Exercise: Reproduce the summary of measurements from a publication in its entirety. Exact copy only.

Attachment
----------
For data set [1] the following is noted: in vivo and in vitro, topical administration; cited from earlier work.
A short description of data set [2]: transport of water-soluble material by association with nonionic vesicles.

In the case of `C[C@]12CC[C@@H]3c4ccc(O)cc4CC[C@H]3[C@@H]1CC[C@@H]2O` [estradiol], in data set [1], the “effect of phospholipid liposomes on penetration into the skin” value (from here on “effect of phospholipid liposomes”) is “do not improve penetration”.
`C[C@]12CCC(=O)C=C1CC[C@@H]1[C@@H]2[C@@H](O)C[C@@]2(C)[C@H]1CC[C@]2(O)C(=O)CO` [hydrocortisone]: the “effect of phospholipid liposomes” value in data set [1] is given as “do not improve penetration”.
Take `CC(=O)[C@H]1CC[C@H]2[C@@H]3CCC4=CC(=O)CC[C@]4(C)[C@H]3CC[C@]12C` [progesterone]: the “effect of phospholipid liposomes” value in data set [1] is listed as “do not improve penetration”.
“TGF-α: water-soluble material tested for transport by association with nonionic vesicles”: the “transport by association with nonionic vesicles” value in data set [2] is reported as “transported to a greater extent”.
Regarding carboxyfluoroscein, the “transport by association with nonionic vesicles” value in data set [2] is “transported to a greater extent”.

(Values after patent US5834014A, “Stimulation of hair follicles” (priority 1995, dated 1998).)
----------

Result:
For data set [1] the following is noted: in vivo and in vitro, topical administration; cited from earlier work.
A short description of data set [2]: transport of water-soluble material by association with nonionic vesicles.

In the case of `C[C@]12CC[C@@H]3c4ccc(O)cc4CC[C@H]3[C@@H]1CC[C@@H]2O` [estradiol], in data set [1], the “effect of phospholipid liposomes on penetration into the skin” value (from here on “effect of phospholipid liposomes”) is “do not improve penetration”.
`C[C@]12CCC(=O)C=C1CC[C@@H]1[C@@H]2[C@@H](O)C[C@@]2(C)[C@H]1CC[C@]2(O)C(=O)CO` [hydrocortisone]: the “effect of phospholipid liposomes” value in data set [1] is given as “do not improve penetration”.
Take `CC(=O)[C@H]1CC[C@H]2[C@@H]3CCC4=CC(=O)CC[C@]4(C)[C@H]3CC[C@]12C` [progesterone]: the “effect of phospholipid liposomes” value in data set [1] is listed as “do not improve penetration”.
“TGF-α: water-soluble material tested for transport by association with nonionic vesicles”: the “transport by association with nonionic vesicles” value in data set [2] is reported as “transported to a greater extent”.
Regarding carboxyfluoroscein, the “transport by association with nonionic vesicles” value in data set [2] is “transported to a greater extent”.

(Values after patent US5834014A, “Stimulation of hair follicles” (priority 1995, dated 1998).)